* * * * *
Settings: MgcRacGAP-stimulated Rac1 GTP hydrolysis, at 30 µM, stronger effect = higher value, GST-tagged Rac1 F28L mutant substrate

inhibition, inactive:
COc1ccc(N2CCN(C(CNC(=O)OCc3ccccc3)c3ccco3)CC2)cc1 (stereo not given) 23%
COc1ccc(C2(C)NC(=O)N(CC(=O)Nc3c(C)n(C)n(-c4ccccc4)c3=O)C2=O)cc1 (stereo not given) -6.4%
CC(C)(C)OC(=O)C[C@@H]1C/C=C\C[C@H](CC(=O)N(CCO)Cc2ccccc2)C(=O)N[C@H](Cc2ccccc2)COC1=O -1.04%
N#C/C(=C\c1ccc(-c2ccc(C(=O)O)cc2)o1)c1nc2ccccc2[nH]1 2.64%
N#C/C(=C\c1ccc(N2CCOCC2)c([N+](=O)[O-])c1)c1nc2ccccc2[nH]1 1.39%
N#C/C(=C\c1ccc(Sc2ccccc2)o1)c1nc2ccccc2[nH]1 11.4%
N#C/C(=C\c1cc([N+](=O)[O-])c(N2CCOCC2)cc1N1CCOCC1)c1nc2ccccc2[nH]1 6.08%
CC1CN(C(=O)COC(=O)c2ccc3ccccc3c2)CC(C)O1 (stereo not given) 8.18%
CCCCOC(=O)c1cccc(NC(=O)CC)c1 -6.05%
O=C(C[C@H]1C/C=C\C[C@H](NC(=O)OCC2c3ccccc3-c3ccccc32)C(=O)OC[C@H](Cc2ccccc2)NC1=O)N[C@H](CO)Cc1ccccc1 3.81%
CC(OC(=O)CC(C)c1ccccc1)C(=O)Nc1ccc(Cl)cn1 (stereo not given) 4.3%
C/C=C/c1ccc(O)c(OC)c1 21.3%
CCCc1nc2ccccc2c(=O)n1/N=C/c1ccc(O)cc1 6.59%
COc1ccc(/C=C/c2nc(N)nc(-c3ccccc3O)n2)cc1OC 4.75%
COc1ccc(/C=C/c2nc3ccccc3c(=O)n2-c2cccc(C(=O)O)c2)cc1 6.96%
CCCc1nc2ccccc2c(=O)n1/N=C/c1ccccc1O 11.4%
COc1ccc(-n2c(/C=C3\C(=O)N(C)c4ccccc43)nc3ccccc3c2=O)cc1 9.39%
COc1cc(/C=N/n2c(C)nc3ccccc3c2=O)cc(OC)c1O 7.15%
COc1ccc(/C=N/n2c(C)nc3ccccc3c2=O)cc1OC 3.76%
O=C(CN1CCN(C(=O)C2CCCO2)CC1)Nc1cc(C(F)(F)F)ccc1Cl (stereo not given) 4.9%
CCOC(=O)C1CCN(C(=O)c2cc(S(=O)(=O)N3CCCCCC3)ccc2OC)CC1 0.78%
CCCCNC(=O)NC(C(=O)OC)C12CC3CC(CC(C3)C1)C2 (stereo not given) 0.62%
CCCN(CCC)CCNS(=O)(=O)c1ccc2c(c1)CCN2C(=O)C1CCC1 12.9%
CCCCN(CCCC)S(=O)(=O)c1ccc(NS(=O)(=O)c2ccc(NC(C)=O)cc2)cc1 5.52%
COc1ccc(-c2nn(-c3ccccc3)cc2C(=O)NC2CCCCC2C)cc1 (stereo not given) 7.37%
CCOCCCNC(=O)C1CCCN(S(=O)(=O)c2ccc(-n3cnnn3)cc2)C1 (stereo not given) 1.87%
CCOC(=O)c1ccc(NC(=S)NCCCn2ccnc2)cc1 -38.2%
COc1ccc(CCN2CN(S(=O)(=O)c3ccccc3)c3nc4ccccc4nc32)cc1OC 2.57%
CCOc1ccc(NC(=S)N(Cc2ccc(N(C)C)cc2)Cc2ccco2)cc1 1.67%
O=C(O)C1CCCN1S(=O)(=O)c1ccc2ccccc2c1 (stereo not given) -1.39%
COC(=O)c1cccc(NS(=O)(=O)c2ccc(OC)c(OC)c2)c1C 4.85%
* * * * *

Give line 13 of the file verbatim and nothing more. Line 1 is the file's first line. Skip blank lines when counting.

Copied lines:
CC(OC(=O)CC(C)c1ccccc1)C(=O)Nc1ccc(Cl)cn1 (stereo not given) 4.3%